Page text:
Brief Summary: Critics seem to assume that the LDS position is a "ransom" theory of atonement, and that the mainstream Christian interpretation is one of sacrificial death on the cross. They quote some statements from Latter-day Saint leaders emphasizing the Garden of Gethsemane as being the place of the atonement. They write, "Christians have long maintained that this glorious act of sacrifice took place on Golgotha Hill… It was here that God Himself was subject to the humiliating death of a common criminal,"[2] and note that "Christians realize that salvation is a result of what Jesus did for them on the cross… To even insinuate that this took place in the Garden of Gethsemane is a foreign concept to the Christian."[3] (Click here for full article)
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  • Comparing the LDS and evangelical Christian views of the atonement
    Brief Summary: Critics often make comparisons of what they claim are LDS views of the atonement against evangelical Christian views in an attempt to discredit the LDS perspective. As is so frequently done, the critics attempt to compare apples and oranges by contrasting "resurrection" on the LDS side with "salvation" on the other side. They are contrasting "cross only" with "garden and cross." They are rejecting the possibility of the Israelites having any knowledge whatever of the works of the future Messiah, and therefore being saved by their faith in the future Messiah. The restoration of the Gospel through the Prophet Joseph Smith actually makes the two positions most compatible, at least from the perspective of the members of the Church of Jesus Christ. The LDS position is a broader concept, based on further light and knowledge, i.e., revelation from God. (Click here for full article)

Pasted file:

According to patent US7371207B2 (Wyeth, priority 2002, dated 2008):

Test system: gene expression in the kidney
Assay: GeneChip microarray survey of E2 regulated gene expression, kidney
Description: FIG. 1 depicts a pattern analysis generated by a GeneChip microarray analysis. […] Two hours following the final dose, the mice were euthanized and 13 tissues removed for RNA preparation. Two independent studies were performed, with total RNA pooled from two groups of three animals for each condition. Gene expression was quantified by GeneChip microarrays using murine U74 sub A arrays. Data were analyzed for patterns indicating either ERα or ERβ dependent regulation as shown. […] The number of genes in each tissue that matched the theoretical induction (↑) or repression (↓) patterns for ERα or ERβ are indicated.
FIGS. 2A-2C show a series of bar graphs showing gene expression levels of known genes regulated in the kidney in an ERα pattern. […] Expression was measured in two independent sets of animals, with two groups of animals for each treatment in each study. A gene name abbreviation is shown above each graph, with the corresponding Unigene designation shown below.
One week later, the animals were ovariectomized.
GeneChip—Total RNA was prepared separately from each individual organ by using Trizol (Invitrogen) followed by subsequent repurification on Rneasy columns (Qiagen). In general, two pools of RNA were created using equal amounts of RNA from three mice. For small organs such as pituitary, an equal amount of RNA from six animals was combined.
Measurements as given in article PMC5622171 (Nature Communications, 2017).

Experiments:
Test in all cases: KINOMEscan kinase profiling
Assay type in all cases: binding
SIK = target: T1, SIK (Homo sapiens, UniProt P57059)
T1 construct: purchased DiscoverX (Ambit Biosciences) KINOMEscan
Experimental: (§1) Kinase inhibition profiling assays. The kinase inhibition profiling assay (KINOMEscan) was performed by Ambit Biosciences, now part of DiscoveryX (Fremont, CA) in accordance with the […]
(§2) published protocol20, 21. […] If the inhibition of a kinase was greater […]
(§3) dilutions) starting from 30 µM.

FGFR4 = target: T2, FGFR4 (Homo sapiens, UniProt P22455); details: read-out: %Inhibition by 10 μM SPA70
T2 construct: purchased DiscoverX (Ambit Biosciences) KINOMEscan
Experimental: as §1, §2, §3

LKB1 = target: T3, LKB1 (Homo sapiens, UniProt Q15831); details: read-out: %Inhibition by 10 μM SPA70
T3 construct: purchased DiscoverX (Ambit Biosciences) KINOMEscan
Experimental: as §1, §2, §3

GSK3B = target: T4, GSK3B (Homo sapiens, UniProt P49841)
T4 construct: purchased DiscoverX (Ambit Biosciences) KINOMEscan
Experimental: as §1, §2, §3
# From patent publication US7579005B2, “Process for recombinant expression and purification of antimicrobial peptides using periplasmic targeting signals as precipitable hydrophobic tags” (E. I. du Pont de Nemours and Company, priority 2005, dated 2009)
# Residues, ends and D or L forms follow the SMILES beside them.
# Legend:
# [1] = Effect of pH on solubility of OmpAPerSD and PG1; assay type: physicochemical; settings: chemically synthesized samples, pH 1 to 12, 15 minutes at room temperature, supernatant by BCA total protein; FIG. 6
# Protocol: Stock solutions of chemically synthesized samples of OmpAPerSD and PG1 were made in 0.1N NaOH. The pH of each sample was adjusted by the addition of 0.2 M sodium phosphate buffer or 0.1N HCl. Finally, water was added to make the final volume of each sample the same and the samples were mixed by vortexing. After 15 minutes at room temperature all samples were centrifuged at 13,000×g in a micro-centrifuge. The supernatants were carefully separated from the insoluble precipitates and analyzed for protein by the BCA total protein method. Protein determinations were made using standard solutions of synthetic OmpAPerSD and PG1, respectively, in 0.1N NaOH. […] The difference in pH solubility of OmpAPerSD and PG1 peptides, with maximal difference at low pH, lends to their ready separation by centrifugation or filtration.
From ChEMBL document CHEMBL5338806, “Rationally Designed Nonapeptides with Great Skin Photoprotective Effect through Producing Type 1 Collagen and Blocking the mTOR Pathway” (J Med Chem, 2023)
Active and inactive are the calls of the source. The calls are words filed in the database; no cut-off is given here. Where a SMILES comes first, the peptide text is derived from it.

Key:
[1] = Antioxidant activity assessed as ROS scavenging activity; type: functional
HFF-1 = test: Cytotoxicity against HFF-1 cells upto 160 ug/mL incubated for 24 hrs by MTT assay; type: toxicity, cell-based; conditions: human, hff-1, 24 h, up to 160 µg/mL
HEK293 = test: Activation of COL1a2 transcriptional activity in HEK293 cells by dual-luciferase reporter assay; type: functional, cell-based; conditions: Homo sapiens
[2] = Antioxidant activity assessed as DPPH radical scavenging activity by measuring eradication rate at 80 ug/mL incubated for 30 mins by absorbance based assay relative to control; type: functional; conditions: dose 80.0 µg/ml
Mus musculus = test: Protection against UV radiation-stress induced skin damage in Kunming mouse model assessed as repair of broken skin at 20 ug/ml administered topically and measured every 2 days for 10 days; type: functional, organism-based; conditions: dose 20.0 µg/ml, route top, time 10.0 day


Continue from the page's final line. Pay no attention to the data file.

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  • Extent of the atonement